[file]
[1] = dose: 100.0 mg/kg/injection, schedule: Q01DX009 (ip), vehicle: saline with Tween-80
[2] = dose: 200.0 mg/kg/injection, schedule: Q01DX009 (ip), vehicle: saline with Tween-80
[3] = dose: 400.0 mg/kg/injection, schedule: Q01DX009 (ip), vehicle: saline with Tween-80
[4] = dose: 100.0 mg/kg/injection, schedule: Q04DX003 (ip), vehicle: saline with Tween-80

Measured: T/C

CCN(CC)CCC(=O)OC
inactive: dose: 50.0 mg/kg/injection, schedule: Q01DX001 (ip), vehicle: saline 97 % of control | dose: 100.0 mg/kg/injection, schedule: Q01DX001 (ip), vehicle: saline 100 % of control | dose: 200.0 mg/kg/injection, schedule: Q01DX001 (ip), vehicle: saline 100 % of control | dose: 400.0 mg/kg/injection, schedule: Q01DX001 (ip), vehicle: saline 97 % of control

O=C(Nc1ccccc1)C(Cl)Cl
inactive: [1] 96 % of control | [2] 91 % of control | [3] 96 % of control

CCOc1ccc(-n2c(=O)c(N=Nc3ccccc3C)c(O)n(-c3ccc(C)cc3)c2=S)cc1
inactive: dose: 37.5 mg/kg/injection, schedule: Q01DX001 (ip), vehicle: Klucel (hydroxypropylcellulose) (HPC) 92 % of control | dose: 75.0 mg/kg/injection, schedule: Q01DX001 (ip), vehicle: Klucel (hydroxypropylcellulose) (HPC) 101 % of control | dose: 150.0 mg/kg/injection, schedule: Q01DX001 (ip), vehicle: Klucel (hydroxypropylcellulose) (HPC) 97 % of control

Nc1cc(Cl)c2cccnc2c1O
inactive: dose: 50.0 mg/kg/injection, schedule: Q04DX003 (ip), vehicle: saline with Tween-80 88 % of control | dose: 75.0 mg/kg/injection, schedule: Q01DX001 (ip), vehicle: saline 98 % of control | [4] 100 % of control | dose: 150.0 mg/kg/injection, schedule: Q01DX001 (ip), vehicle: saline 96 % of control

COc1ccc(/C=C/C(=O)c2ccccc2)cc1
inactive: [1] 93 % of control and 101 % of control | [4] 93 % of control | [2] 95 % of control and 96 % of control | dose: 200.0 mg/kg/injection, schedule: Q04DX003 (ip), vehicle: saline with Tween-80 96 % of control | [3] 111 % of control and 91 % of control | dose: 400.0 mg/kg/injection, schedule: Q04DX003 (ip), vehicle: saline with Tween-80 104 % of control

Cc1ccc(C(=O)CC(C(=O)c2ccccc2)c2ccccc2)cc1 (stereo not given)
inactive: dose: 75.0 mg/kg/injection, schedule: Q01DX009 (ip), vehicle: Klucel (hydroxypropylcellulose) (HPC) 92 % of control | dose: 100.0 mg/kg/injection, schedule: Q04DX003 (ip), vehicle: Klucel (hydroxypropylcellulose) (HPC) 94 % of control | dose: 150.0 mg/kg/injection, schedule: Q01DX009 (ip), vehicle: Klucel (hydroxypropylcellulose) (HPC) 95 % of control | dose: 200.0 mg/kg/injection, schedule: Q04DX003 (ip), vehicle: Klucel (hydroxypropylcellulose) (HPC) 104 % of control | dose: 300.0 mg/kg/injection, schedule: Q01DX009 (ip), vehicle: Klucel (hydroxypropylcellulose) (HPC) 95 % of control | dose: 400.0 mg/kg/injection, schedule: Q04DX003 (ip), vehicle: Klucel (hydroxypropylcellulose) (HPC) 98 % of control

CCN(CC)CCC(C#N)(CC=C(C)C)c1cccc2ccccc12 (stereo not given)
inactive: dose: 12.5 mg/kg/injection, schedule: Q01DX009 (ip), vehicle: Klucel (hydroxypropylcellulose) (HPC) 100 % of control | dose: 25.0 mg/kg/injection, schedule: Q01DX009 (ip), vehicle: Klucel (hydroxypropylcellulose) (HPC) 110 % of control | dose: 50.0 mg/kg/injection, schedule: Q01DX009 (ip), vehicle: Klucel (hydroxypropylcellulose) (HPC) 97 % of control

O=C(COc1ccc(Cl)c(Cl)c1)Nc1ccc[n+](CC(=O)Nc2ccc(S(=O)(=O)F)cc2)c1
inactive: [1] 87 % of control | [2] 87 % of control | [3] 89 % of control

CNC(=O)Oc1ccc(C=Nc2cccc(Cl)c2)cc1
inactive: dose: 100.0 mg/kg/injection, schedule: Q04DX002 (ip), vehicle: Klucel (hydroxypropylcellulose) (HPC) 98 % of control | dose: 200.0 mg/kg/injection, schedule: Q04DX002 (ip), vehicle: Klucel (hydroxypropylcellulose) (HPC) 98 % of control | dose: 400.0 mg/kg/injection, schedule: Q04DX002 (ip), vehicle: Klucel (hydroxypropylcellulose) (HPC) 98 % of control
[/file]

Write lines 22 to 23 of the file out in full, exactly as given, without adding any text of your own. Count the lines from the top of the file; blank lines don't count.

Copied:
CNC(=O)Oc1ccc(C=Nc2cccc(Cl)c2)cc1
inactive: dose: 100.0 mg/kg/injection, schedule: Q04DX002 (ip), vehicle: Klucel (hydroxypropylcellulose) (HPC) 98 % of control | dose: 200.0 mg/kg/injection, schedule: Q04DX002 (ip), vehicle: Klucel (hydroxypropylcellulose) (HPC) 98 % of control | dose: 400.0 mg/kg/injection, schedule: Q04DX002 (ip), vehicle: Klucel (hydroxypropylcellulose) (HPC) 98 % of control